Photo: Kenneth S. Suslick, Ph.D., the M.T. Schmidt Professor of Chemistry at the University of Illinois at Urbana-Champaign. (Courtesy U. of Illinois)
Dr. Garry Gordon, one of the co-founders of the American College for Advancement in Medicine (ACAM), maintains that the air we breathe, the food we eat, and the water we drink is contaminated with toxins. And these, he says, are slowly destroying human health and well-being.
"The Earth has become so totally polluted that everybody today is walking around with high levels of styrene, PCBs, and dioxins. They're in every human being we test today, as well as is lead, mercury, and cadmium... There is simply no escape from the particulate matter. We have poisoned our nest," Dr. Gordon said in a recent book - Protecting Yourself from Lead, Mercury, & Other Environmental Toxins.
The role that environmental toxins pay in promoting many diseases is still a cloudy medical subject. And determining what minimum levels of exposure bring associated risks is even more uncertain.
However, there is a new tool on the horizon which will enhance worker safety in the workplace, especially for emergency responders and others who often have to deal with unknown toxic environments. It is a polka-dotted postage stamp-sized sensor that can sniff out known poisonous gases and toxins and show the results simply by changing colors.
While physicists have radiation badges to protect them in the workplace, up to now, chemists and workers who handle chemicals do not have equivalent devices to monitor their exposure to potentially toxic chemicals.
But beyond a simple safety measure, the new device could provide a wealth of new information for assessing health risks accompanying any exposure to toxic chemicals.
"The project fits into the overall goal of a component of the GEI Exposure Biology Program that the National Institute of Environmental Health Sciences (NIEHS) has the lead on, which is to develop technologies to monitor and better understand how environmental exposures affect disease risk," said NIEHS Director Linda Birnbaum, Ph.D, in a prepared statement. "This... brings us one step closer to having a small wearable sensor that can detect multiple airborne toxins."
What is this new technology? Kenneth S. Suslick, Ph.D., the M.T. Schmidt Professor of Chemistry at the University of Illinois at Urbana-Champaign and his colleagues have created what they refer to as an optoelectronic nose - an artificial nose for the detection of toxic industrial chemicals (TICs) that is simple, fast, inexpensive, and works by visualizing colors.
"We have a disposable 36-dye sensor array that changes colors when exposed to different chemicals," explained Suslick. The pattern of the color change is a unique molecular fingerprint for any toxic gas and also tells us its concentration. By comparing that pattern to a library of color fingerprints, we can identify and quantify the TICs in a matter of seconds."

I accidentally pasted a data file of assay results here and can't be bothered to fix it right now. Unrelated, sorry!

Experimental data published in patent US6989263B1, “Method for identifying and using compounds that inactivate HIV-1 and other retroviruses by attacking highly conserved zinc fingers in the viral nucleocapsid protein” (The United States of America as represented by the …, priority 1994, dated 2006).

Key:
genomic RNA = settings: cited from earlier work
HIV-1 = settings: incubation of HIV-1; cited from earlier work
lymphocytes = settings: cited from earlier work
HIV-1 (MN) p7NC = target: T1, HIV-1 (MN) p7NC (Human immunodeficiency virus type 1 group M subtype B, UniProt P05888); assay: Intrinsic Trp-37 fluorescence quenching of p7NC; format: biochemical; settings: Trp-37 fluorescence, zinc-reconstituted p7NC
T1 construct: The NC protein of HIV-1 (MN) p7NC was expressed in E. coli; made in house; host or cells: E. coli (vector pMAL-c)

The researchers say older methods relied on sensors whose response originates from weak and highly non-specific chemical interactions, whereas this new technology is more responsive to a diverse set of chemicals. The power of this sensor to identify so many volatile toxins stems from the increased range of interactions that are used to discriminate the response of the array.
To test the application of their color sensor array, the researchers chose 19 representative examples of toxic industrial chemicals. Chemicals such as ammonia, chlorine, nitric acid and sulfur dioxide at concentrations known to be immediately dangerous to life or health were included. The arrays were exposed to the chemicals for two minutes. Most of the chemicals were identified from the array color change in a number of seconds and almost 90 percent of them were detected within two minutes.
The laboratory studies used inexpensive flatbed scanners for imaging. However, the researchers have also developed a fully functional prototype handheld device that uses inexpensive white LED illumination and an ordinary camera. This would make the whole process of scanning more sensitive, smaller, faster, and even less expensive. It will be similar to a card scanning device.
"One of the nice things about this technology is that it uses components that are readily available and relatively inexpensive," said David Balshaw, Ph.D., a program administrator at the NIEHS. "Given the broad range of chemicals that can be detected and the high sensitivity of the array to those compounds, it appears that this device will be particularly useful in occupational settings."
The researchers hope to be able to market a fully developed, wearable sensors within a few years.
This report in part was compiled from news releases.
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